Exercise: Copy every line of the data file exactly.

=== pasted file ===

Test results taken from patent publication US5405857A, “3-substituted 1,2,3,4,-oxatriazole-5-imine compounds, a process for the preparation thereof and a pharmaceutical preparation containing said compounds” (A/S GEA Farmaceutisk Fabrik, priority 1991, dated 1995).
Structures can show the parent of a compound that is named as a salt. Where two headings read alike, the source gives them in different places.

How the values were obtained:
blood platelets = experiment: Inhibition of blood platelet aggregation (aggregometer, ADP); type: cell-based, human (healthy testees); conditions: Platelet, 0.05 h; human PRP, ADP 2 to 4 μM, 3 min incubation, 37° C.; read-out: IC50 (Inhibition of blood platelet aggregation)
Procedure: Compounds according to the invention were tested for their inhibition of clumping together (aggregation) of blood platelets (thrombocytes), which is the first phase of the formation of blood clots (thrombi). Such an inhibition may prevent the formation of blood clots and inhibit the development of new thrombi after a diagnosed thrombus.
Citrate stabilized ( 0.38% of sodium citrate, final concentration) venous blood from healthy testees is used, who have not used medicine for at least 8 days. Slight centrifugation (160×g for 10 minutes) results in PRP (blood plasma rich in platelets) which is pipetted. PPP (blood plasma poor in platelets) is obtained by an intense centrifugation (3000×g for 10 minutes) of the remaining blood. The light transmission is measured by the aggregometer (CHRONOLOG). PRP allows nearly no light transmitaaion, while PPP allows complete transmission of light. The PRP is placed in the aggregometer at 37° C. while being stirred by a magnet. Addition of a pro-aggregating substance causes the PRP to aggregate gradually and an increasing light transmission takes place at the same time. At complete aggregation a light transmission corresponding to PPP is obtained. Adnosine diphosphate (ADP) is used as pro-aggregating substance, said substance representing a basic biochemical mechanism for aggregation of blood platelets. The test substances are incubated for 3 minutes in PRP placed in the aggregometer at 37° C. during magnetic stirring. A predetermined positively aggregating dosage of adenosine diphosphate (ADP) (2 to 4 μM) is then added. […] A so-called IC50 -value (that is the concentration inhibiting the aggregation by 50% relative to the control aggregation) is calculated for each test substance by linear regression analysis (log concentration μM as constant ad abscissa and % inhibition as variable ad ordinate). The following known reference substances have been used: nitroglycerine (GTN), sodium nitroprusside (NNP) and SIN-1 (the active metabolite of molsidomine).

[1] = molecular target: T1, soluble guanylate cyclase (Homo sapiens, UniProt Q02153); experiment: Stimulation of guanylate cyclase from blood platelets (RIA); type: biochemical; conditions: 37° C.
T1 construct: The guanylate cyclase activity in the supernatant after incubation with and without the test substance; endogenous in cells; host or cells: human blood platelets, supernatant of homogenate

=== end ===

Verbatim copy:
Test results taken from patent publication US5405857A, “3-substituted 1,2,3,4,-oxatriazole-5-imine compounds, a process for the preparation thereof and a pharmaceutical preparation containing said compounds” (A/S GEA Farmaceutisk Fabrik, priority 1991, dated 1995).
Structures can show the parent of a compound that is named as a salt. Where two headings read alike, the source gives them in different places.

How the values were obtained:
blood platelets = experiment: Inhibition of blood platelet aggregation (aggregometer, ADP); type: cell-based, human (healthy testees); conditions: Platelet, 0.05 h; human PRP, ADP 2 to 4 μM, 3 min incubation, 37° C.; read-out: IC50 (Inhibition of blood platelet aggregation)
Procedure: Compounds according to the invention were tested for their inhibition of clumping together (aggregation) of blood platelets (thrombocytes), which is the first phase of the formation of blood clots (thrombi). Such an inhibition may prevent the formation of blood clots and inhibit the development of new thrombi after a diagnosed thrombus.
Citrate stabilized ( 0.38% of sodium citrate, final concentration) venous blood from healthy testees is used, who have not used medicine for at least 8 days. Slight centrifugation (160×g for 10 minutes) results in PRP (blood plasma rich in platelets) which is pipetted. PPP (blood plasma poor in platelets) is obtained by an intense centrifugation (3000×g for 10 minutes) of the remaining blood. The light transmission is measured by the aggregometer (CHRONOLOG). PRP allows nearly no light transmitaaion, while PPP allows complete transmission of light. The PRP is placed in the aggregometer at 37° C. while being stirred by a magnet. Addition of a pro-aggregating substance causes the PRP to aggregate gradually and an increasing light transmission takes place at the same time. At complete aggregation a light transmission corresponding to PPP is obtained. Adnosine diphosphate (ADP) is used as pro-aggregating substance, said substance representing a basic biochemical mechanism for aggregation of blood platelets. The test substances are incubated for 3 minutes in PRP placed in the aggregometer at 37° C. during magnetic stirring. A predetermined positively aggregating dosage of adenosine diphosphate (ADP) (2 to 4 μM) is then added. […] A so-called IC50 -value (that is the concentration inhibiting the aggregation by 50% relative to the control aggregation) is calculated for each test substance by linear regression analysis (log concentration μM as constant ad abscissa and % inhibition as variable ad ordinate). The following known reference substances have been used: nitroglycerine (GTN), sodium nitroprusside (NNP) and SIN-1 (the active metabolite of molsidomine).

[1] = molecular target: T1, soluble guanylate cyclase (Homo sapiens, UniProt Q02153); experiment: Stimulation of guanylate cyclase from blood platelets (RIA); type: biochemical; conditions: 37° C.
T1 construct: The guanylate cyclase activity in the supernatant after incubation with and without the test substance; endogenous in cells; host or cells: human blood platelets, supernatant of homogenate